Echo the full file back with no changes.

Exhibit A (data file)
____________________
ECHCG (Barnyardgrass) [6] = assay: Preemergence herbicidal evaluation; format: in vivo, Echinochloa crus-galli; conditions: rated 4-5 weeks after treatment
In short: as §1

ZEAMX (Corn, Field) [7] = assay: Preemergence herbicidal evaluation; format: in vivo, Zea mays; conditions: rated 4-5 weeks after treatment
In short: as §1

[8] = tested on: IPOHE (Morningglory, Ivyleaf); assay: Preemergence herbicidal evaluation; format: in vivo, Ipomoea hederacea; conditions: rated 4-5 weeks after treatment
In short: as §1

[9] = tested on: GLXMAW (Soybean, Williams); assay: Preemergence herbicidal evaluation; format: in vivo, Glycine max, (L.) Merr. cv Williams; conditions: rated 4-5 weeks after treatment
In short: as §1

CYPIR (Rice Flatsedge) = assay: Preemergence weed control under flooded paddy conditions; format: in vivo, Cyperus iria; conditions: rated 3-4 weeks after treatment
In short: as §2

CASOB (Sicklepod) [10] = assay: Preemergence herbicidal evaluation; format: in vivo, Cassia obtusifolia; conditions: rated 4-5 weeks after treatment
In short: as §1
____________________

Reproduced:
ECHCG (Barnyardgrass) [6] = assay: Preemergence herbicidal evaluation; format: in vivo, Echinochloa crus-galli; conditions: rated 4-5 weeks after treatment
In short: as §1

ZEAMX (Corn, Field) [7] = assay: Preemergence herbicidal evaluation; format: in vivo, Zea mays; conditions: rated 4-5 weeks after treatment
In short: as §1

[8] = tested on: IPOHE (Morningglory, Ivyleaf); assay: Preemergence herbicidal evaluation; format: in vivo, Ipomoea hederacea; conditions: rated 4-5 weeks after treatment
In short: as §1

[9] = tested on: GLXMAW (Soybean, Williams); assay: Preemergence herbicidal evaluation; format: in vivo, Glycine max, (L.) Merr. cv Williams; conditions: rated 4-5 weeks after treatment
In short: as §1

CYPIR (Rice Flatsedge) = assay: Preemergence weed control under flooded paddy conditions; format: in vivo, Cyperus iria; conditions: rated 3-4 weeks after treatment
In short: as §2

CASOB (Sicklepod) [10] = assay: Preemergence herbicidal evaluation; format: in vivo, Cassia obtusifolia; conditions: rated 4-5 weeks after treatment
In short: as §1